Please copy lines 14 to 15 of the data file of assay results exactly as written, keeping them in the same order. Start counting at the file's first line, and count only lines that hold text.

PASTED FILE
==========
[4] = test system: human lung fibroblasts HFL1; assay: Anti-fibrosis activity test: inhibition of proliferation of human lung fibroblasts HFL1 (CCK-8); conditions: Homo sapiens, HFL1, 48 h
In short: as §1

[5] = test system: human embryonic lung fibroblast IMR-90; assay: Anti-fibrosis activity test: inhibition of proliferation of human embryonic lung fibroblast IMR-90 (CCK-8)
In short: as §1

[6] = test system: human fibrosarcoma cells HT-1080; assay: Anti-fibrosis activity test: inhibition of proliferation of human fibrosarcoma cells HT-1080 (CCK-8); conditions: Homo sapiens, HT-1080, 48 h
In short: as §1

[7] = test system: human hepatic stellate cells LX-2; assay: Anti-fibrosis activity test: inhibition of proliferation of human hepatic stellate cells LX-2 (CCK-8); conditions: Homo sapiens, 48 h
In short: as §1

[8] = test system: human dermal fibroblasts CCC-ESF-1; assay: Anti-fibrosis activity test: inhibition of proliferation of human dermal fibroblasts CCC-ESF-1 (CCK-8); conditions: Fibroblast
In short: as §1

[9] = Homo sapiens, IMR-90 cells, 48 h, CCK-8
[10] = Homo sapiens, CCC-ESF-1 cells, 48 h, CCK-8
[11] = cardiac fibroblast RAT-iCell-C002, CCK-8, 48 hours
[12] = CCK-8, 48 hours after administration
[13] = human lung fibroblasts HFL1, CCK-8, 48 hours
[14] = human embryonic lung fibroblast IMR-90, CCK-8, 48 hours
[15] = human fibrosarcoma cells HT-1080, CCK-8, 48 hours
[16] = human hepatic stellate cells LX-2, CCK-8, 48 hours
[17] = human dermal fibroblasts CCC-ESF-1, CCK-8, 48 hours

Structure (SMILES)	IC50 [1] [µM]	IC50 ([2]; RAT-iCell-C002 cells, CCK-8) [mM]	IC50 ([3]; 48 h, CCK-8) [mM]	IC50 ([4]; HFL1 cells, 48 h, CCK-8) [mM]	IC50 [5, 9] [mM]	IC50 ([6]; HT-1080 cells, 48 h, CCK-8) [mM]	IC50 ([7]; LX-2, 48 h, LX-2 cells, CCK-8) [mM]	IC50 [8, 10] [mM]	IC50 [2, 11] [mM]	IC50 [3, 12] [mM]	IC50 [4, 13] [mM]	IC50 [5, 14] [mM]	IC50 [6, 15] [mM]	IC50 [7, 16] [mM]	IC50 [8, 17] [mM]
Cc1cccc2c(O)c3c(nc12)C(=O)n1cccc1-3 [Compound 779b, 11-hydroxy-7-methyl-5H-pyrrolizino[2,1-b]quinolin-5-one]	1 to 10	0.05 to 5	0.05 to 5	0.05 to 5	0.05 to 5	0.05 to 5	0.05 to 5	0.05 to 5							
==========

[12] = CCK-8, 48 hours after administration
[13] = human lung fibroblasts HFL1, CCK-8, 48 hours